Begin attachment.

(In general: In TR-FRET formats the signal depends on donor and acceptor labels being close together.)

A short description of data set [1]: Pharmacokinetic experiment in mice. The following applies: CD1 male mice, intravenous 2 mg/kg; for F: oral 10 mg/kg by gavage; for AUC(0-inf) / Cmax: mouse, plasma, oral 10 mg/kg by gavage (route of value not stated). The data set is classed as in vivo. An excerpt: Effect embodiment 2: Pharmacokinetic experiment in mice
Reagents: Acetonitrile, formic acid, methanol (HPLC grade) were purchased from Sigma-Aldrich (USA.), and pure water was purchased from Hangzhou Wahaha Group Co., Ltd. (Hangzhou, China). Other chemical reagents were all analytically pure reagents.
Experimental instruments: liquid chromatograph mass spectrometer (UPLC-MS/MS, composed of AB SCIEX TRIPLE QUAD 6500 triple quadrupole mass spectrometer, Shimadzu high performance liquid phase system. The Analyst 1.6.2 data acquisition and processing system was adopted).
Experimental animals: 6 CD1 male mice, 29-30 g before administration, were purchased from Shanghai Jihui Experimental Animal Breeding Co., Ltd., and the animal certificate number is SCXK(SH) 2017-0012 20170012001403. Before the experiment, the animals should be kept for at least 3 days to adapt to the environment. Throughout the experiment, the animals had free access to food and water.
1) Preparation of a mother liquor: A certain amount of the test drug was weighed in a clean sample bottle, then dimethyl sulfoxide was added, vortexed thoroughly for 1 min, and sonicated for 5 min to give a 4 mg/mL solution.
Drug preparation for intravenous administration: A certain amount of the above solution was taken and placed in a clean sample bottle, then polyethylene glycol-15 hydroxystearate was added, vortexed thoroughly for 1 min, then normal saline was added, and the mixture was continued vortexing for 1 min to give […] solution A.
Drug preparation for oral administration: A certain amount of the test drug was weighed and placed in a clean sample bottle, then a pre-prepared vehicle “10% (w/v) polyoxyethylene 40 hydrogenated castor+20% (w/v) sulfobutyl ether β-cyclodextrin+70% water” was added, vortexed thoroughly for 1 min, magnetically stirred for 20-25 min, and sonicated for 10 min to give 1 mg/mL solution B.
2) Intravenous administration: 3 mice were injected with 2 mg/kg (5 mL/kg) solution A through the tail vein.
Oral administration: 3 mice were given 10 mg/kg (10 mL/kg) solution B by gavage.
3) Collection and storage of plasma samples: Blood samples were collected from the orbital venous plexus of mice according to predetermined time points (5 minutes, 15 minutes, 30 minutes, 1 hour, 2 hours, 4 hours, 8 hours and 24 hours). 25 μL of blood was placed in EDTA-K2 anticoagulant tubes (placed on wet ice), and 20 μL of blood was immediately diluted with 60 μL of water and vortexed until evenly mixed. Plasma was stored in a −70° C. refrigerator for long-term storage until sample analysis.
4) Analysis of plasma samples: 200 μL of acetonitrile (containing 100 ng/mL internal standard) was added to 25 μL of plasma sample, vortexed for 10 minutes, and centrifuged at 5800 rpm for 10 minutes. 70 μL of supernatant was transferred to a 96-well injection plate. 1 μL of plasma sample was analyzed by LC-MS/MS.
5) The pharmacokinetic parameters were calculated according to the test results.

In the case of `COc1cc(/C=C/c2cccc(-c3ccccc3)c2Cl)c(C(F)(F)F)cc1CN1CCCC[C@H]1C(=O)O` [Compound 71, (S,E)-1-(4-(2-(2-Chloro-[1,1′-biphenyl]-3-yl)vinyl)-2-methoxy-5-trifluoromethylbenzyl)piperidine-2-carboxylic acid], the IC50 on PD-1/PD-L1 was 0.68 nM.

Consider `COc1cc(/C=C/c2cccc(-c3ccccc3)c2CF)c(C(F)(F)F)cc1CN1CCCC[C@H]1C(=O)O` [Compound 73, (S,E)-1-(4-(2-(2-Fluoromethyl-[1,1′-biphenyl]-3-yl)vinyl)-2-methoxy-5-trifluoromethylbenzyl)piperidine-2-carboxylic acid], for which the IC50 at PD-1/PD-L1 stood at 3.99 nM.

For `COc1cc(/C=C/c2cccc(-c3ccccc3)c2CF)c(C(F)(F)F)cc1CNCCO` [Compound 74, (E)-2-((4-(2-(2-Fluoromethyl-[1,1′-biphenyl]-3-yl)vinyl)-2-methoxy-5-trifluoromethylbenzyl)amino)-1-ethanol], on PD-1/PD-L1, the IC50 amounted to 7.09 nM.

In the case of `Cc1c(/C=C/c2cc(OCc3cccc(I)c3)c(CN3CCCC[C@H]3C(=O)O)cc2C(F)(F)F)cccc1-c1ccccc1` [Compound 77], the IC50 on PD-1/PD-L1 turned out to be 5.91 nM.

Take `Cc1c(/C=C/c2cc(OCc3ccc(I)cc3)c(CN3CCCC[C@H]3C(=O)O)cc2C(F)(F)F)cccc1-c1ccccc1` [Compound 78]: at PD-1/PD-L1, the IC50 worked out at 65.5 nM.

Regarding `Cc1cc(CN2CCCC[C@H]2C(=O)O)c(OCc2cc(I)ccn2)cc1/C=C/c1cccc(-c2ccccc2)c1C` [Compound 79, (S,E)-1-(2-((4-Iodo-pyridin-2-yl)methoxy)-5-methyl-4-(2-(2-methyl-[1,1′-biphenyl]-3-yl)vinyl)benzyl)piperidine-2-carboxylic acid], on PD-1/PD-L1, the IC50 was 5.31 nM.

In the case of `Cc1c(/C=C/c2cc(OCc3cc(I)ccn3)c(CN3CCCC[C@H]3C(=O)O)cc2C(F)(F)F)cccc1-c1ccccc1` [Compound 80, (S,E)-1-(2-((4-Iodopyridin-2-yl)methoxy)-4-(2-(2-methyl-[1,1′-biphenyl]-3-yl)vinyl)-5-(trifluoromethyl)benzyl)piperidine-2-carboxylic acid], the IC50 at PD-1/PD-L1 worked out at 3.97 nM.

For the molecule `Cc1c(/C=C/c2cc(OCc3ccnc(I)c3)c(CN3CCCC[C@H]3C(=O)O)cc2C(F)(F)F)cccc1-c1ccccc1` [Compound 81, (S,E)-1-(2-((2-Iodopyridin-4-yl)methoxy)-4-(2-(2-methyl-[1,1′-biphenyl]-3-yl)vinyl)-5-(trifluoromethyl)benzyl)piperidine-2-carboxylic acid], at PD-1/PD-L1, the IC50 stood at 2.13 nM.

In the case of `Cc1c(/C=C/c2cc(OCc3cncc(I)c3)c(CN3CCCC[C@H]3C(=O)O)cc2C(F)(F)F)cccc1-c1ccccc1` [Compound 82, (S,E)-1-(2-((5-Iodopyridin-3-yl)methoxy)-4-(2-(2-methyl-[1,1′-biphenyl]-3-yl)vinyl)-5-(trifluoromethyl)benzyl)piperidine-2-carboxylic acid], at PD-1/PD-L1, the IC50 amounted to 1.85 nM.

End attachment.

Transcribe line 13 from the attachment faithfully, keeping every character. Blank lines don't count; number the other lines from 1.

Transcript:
5) The pharmacokinetic parameters were calculated according to the test results.